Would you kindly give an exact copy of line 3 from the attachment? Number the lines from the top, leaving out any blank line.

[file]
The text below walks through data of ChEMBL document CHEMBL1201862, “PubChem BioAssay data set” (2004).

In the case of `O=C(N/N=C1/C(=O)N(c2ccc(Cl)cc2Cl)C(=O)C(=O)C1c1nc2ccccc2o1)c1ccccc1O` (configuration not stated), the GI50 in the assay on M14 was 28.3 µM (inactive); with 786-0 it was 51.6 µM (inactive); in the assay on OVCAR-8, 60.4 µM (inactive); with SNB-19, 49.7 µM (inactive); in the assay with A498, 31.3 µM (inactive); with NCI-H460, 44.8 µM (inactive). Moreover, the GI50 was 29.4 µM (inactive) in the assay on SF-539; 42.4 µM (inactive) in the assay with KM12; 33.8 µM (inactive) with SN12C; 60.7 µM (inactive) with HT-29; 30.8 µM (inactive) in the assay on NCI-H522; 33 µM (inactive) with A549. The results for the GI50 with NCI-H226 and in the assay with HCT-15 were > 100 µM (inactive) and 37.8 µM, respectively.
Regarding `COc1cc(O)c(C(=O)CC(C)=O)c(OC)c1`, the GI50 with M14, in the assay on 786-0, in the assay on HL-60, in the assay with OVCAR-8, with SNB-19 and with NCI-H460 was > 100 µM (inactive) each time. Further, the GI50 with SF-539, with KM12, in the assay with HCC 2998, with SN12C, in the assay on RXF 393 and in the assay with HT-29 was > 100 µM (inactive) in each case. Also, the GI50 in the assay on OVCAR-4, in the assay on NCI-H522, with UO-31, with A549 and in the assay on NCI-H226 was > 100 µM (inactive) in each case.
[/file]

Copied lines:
Regarding `COc1cc(O)c(C(=O)CC(C)=O)c(OC)c1`, the GI50 with M14, in the assay on 786-0, in the assay on HL-60, in the assay with OVCAR-8, with SNB-19 and with NCI-H460 was > 100 µM (inactive) each time. Further, the GI50 with SF-539, with KM12, in the assay with HCC 2998, with SN12C, in the assay on RXF 393 and in the assay with HT-29 was > 100 µM (inactive) in each case. Also, the GI50 in the assay on OVCAR-4, in the assay on NCI-H522, with UO-31, with A549 and in the assay on NCI-H226 was > 100 µM (inactive) in each case.